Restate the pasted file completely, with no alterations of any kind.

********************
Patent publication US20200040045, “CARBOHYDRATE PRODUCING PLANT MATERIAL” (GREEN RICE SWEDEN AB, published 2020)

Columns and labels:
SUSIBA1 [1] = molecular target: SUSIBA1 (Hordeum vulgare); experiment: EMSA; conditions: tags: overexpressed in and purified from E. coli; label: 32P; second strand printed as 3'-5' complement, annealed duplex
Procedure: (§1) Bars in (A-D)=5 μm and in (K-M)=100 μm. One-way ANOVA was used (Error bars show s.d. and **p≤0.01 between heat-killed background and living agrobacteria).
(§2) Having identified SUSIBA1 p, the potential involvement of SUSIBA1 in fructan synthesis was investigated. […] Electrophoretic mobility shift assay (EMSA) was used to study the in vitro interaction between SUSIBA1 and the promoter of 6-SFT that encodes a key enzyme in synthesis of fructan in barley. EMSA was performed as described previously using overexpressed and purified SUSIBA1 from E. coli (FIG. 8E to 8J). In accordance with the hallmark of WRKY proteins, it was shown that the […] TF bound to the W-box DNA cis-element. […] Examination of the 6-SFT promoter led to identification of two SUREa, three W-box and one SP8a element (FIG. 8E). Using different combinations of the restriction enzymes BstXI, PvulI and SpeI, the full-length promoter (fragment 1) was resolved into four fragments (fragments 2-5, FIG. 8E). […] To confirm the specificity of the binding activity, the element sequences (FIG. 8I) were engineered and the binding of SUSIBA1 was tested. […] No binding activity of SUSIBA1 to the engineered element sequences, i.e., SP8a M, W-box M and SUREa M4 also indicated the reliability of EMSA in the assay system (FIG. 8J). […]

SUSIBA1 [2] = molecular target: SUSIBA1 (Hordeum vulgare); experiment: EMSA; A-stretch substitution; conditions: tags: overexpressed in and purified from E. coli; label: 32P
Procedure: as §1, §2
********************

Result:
Patent publication US20200040045, “CARBOHYDRATE PRODUCING PLANT MATERIAL” (GREEN RICE SWEDEN AB, published 2020)

Columns and labels:
SUSIBA1 [1] = molecular target: SUSIBA1 (Hordeum vulgare); experiment: EMSA; conditions: tags: overexpressed in and purified from E. coli; label: 32P; second strand printed as 3'-5' complement, annealed duplex
Procedure: (§1) Bars in (A-D)=5 μm and in (K-M)=100 μm. One-way ANOVA was used (Error bars show s.d. and **p≤0.01 between heat-killed background and living agrobacteria).
(§2) Having identified SUSIBA1 p, the potential involvement of SUSIBA1 in fructan synthesis was investigated. […] Electrophoretic mobility shift assay (EMSA) was used to study the in vitro interaction between SUSIBA1 and the promoter of 6-SFT that encodes a key enzyme in synthesis of fructan in barley. EMSA was performed as described previously using overexpressed and purified SUSIBA1 from E. coli (FIG. 8E to 8J). In accordance with the hallmark of WRKY proteins, it was shown that the […] TF bound to the W-box DNA cis-element. […] Examination of the 6-SFT promoter led to identification of two SUREa, three W-box and one SP8a element (FIG. 8E). Using different combinations of the restriction enzymes BstXI, PvulI and SpeI, the full-length promoter (fragment 1) was resolved into four fragments (fragments 2-5, FIG. 8E). […] To confirm the specificity of the binding activity, the element sequences (FIG. 8I) were engineered and the binding of SUSIBA1 was tested. […] No binding activity of SUSIBA1 to the engineered element sequences, i.e., SP8a M, W-box M and SUREa M4 also indicated the reliability of EMSA in the assay system (FIG. 8J). […]

SUSIBA1 [2] = molecular target: SUSIBA1 (Hordeum vulgare); experiment: EMSA; A-stretch substitution; conditions: tags: overexpressed in and purified from E. coli; label: 32P
Procedure: as §1, §2